Hey y’all. I’ve was invited by some friends to write a few articles at Theologues: a site which focuses on Christ, His Church, tradition, and theology.
In that vein, I wrote two articles on a credo-baptist rediscovery of some of the grand narratives we’ve been missing. It is called: “Confessions of a Bapto-Catholic” (not my title). Here’s a weird thing: I’d actually recommend you read part 2 first!
The first part focuses on our place in a grand narrative of baptism. It uses Christian art, scripture, and old liturgies to look at earlier understandings of Baptism to see if there’s something we evangelicals may have neglected and need to recover. In this way, it’s a little harder to read than my second piece. The second piece is more engaging, in my opinion.I think I found my voice better there. It is a warning about re-baptism. It focuses on being dead in Christ in baptism and raised to newness of life.
Here’s a link and an excerpt from the baptism “Confessions” part 1.
Baptism in the early church often took some time to get to: it involved both an expressed desire to be baptized and join the life of the church and catechesis—teaching to know the mysteries and truths the church believes. Especially in the era when the church had to exist was secret, great care had to be taken considering whom joined. In our modern era where baptisms can be an assembly-line affair shortly at a revival or even a result of, shall we say, engineered spontaneity, we may sometimes neglect or forget to treasure the promises baptism entails. We have a new family; we are united with, and, upon our baptism, are invited to imitate the Christ followers before us—those further along than us who have finished the race as well as those still living. In the Galatians passage, for example, we join not only the living community of believers but are “offspring of Abraham” by baptism and “heirs according to the promise.” As another example 1st Peter chapter 3 says Noah’s ark prefigured baptism: where a few were saved in the ark many are now saved through Christ. (1 Peter 3: 20-22) The Resurrection of Christ demonstrates Christ’s authority to save humanity. Baptism shows we are not our own but part of that ark of salvation, that body of Christ.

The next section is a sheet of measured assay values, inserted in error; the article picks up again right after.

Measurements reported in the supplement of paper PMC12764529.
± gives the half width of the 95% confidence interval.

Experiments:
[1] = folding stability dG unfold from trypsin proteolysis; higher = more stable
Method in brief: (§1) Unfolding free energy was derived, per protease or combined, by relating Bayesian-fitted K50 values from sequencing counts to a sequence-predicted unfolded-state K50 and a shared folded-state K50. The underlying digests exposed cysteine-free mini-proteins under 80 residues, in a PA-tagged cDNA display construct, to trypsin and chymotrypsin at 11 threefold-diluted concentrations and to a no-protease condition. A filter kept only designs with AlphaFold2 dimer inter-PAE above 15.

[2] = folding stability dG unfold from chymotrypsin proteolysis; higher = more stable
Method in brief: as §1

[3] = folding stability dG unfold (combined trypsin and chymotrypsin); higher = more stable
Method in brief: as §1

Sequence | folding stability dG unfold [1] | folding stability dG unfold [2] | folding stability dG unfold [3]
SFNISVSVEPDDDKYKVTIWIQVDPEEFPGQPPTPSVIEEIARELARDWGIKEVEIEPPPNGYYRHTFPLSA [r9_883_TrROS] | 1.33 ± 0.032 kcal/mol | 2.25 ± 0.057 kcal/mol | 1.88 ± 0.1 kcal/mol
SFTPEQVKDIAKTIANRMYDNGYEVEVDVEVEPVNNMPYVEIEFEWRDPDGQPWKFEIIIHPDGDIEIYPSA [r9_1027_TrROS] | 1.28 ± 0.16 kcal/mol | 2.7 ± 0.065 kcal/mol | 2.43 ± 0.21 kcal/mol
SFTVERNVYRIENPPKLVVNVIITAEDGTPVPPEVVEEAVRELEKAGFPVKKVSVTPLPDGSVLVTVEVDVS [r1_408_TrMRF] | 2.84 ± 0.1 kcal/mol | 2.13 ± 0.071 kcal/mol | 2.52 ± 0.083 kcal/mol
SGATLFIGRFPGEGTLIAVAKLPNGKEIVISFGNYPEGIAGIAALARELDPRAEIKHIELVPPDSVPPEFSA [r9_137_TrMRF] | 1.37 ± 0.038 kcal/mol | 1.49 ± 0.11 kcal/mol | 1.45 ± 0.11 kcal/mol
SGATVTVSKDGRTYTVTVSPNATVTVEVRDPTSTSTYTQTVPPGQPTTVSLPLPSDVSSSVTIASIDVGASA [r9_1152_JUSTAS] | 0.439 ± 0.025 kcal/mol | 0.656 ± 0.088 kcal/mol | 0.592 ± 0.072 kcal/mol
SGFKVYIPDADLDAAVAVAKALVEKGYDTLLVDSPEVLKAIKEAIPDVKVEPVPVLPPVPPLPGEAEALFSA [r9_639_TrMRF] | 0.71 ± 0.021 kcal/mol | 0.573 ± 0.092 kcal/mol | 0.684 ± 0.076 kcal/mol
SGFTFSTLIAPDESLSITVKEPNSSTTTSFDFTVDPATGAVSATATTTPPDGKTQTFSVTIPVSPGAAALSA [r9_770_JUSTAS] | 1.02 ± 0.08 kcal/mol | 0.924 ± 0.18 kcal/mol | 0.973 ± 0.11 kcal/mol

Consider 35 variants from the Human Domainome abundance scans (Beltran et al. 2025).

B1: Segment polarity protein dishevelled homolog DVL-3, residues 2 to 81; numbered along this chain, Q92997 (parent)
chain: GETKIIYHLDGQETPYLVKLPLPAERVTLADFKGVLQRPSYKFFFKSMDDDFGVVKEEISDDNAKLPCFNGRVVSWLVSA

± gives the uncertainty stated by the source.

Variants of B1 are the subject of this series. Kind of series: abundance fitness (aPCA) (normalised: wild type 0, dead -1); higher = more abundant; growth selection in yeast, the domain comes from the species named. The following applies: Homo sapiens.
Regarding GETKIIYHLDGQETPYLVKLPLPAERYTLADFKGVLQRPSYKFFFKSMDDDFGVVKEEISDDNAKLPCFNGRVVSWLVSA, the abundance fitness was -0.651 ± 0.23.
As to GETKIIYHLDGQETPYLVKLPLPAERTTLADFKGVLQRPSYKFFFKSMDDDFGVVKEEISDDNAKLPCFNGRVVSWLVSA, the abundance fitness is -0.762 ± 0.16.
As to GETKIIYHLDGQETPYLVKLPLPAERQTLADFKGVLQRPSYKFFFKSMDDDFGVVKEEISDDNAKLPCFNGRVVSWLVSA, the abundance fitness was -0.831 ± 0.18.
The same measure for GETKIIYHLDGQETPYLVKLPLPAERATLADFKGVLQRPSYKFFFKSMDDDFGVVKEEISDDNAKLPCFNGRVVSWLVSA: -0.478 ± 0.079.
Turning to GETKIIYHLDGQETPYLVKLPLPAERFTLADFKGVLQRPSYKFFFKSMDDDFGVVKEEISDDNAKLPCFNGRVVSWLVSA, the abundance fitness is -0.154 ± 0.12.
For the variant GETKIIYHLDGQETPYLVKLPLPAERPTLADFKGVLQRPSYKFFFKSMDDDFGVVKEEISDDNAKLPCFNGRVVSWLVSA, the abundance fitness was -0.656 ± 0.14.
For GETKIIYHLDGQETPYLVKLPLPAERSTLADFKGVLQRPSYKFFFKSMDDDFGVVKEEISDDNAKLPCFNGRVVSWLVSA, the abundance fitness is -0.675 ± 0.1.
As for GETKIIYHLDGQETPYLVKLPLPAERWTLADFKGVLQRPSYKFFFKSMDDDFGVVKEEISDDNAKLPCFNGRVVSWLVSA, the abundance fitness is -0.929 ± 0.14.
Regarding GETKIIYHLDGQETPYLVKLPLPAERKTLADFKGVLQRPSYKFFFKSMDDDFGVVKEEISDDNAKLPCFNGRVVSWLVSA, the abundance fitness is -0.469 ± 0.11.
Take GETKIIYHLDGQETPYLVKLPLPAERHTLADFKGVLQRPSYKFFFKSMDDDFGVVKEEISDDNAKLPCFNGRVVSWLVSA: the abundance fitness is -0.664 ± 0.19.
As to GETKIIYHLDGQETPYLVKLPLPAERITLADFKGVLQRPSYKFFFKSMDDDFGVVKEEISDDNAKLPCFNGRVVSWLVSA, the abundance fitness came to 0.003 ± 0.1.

And here’s a link and an excerpt from baptism “Confessions” part 2″
“I want to be baptized again, just to be sure. I really didn’t get it—I was so young, you know?” “I’ve recommitted my life to Christ so I’m getting re-baptized.” Ever heard someone say something like that? You are dead in Christ and raised to newness of life. Do not presume you can die again. My dad told me a story of a friend he had growing up who was baptized three times. He professed faith and was baptized. Then he wasn’t sure he really believed and he was baptized a second time. That time, however, he wasn’t completely immersed (part of his head remained dry). He was baptized a third time.
In the last week, I have heard of a popular southern mega-church deriding other churches as “those which bury more than they baptize”—neglecting to mention many of their members were active members at other churches who had been re-baptized at their new church plant.
I hope you take a look and enjoy them.Theologues? Well, they’re good people. As a last link, I appeared on a podcast to discuss the church and sexuality (a controversial topic indeed) with Ron Belgau of Spiritual Friendship as a special guest.
Expect to see my work here, and on Theologues, a bit more frequently than in the past!
EDIT: Baptist Theologian, Roger E. Olson, mere weeks after I wrote my articles, wrote his own article on baptism in “Christianity Today.” While the scope and focus is slightly different, there’s some serious overlap in our thoughts.
Check out his article here. I know it’s a coincidence but it’s still cool to see evangelicals and Baptists openly reflecting on ways our contemporary baptismal practices may be out of sync with where we ought to be.